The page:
So they had another round and finally returned to the Opera House, a little tipsy by now. However, as they came back on stage, one look at their conductor's face told them they were in serious trouble.
Katims was furious! And why not? After all...
It was the bottom of the Ninth, the score was tied, and the basses were loaded.
A condensed version leaves out or alters much of the setup:
The Nashville Symphony is playing an outdoor concert of Beethoven's Ninth Symphony quite early one morning. The day was unexpectedly windy, fluttering the sheet music to and fro. The maestro suggested they use their shoelaces to fasten the music to the stands.
Having accomplished this, the concert proceeded up to the last few bars when the bass section, who had been partying heavily the night before, started playing out of tune.
So there they were. It was the bottom of the ninth, the scores were tied and the basses were loaded.
Images: My walls are bare, painted eggshell, and lonely.
When I moved into this place the only wall decoration was a Klimt-themed calendar. Earlier in the semester I used Klimt's Tod und Leben (Death and Life) as part of a quiz; everyone knows Der Kuss (The Kiss), a staple of dorm-room walls, and appropriated to great effect in Elfen Lied. The year is almost over, my walls are still bare, so I figure a little cutting here and there and attaching with some push-pins should add color to my walls.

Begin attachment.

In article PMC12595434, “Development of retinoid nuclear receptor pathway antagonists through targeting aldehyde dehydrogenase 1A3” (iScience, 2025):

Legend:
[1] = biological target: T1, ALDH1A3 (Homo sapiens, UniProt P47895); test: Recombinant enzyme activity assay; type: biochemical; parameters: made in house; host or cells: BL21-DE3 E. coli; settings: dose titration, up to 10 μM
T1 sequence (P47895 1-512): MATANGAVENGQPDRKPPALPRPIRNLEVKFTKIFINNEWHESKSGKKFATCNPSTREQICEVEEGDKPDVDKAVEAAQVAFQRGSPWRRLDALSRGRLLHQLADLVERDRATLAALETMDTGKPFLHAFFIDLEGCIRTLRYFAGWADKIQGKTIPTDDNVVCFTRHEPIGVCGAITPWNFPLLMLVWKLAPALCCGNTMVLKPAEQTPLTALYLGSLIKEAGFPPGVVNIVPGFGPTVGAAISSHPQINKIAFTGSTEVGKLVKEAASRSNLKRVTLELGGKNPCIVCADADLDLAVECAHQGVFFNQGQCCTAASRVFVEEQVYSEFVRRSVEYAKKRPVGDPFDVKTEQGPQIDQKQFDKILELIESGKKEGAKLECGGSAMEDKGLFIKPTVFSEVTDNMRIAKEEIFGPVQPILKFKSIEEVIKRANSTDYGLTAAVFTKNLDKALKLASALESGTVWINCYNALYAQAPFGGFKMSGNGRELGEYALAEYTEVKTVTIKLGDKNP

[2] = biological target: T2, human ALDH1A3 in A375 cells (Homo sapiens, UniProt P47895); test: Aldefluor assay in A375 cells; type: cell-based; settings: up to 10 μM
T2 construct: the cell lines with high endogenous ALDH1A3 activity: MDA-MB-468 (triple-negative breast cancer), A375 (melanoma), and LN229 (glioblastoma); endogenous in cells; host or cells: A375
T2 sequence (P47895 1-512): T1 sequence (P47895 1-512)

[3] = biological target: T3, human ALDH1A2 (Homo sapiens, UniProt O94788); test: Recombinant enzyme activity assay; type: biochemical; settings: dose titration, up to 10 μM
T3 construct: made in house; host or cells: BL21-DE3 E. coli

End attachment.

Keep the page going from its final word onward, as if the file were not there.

tf said “odd is good” and “should be something odd [...] for a boiary”
As part of my unpacking-the-books ritual I came across a number of art books, my non-digital comics and graphic novels, and some painting & drawing books.
A decade and a half ago at a giant book market (giant for where I grew up; it was held in the emptied-out-carcass of a former grocery store) I spent $0.25 on Ettore Maiotti's The Drawing Handbook (New York: Clarkson N. Potter, 1989), which I consider a quarter well spent, given that I still flip through this half-sized hardcover every so often. It was my first introduction to Jean-Auguste-Dominique Ingrés, in particular his Odalisque with Slave (1842), to which I return now and again. More importantly it introduced me not to the Klimt (1862–1918) we all know and love, the painter, but rather to an 1880 pencil study, Male Nude, Lying on his Back that is so astonishingly good that it is simply sublime: “An extraordinary academic draftsman, Klimt rapidly became a great success. The drawing on the following page was done when he was only eighteen yeas old, but it displays in its composition and sure lines the high level of academic training he had received.” (99)